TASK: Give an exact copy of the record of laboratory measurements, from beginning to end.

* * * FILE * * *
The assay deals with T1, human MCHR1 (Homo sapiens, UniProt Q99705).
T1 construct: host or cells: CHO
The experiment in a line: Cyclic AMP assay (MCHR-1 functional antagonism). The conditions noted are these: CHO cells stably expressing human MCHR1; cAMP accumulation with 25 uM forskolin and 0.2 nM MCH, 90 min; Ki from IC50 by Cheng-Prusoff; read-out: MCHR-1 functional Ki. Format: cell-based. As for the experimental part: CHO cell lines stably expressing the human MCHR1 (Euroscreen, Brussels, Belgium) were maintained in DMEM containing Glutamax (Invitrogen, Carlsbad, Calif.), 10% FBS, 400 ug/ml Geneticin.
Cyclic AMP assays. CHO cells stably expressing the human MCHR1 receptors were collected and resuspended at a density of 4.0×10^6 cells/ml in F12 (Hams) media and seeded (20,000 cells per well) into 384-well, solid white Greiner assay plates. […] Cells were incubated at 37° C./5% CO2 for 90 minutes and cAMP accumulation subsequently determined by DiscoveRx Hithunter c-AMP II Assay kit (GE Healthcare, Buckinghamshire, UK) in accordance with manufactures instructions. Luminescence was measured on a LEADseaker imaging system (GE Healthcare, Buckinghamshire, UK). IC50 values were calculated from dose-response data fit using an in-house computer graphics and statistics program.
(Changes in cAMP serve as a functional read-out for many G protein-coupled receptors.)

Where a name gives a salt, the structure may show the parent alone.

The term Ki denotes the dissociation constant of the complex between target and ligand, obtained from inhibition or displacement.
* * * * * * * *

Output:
The assay deals with T1, human MCHR1 (Homo sapiens, UniProt Q99705).
T1 construct: host or cells: CHO
The experiment in a line: Cyclic AMP assay (MCHR-1 functional antagonism). The conditions noted are these: CHO cells stably expressing human MCHR1; cAMP accumulation with 25 uM forskolin and 0.2 nM MCH, 90 min; Ki from IC50 by Cheng-Prusoff; read-out: MCHR-1 functional Ki. Format: cell-based. As for the experimental part: CHO cell lines stably expressing the human MCHR1 (Euroscreen, Brussels, Belgium) were maintained in DMEM containing Glutamax (Invitrogen, Carlsbad, Calif.), 10% FBS, 400 ug/ml Geneticin.
Cyclic AMP assays. CHO cells stably expressing the human MCHR1 receptors were collected and resuspended at a density of 4.0×10^6 cells/ml in F12 (Hams) media and seeded (20,000 cells per well) into 384-well, solid white Greiner assay plates. […] Cells were incubated at 37° C./5% CO2 for 90 minutes and cAMP accumulation subsequently determined by DiscoveRx Hithunter c-AMP II Assay kit (GE Healthcare, Buckinghamshire, UK) in accordance with manufactures instructions. Luminescence was measured on a LEADseaker imaging system (GE Healthcare, Buckinghamshire, UK). IC50 values were calculated from dose-response data fit using an in-house computer graphics and statistics program.
(Changes in cAMP serve as a functional read-out for many G protein-coupled receptors.)

Where a name gives a salt, the structure may show the parent alone.

The term Ki denotes the dissociation constant of the complex between target and ligand, obtained from inhibition or displacement.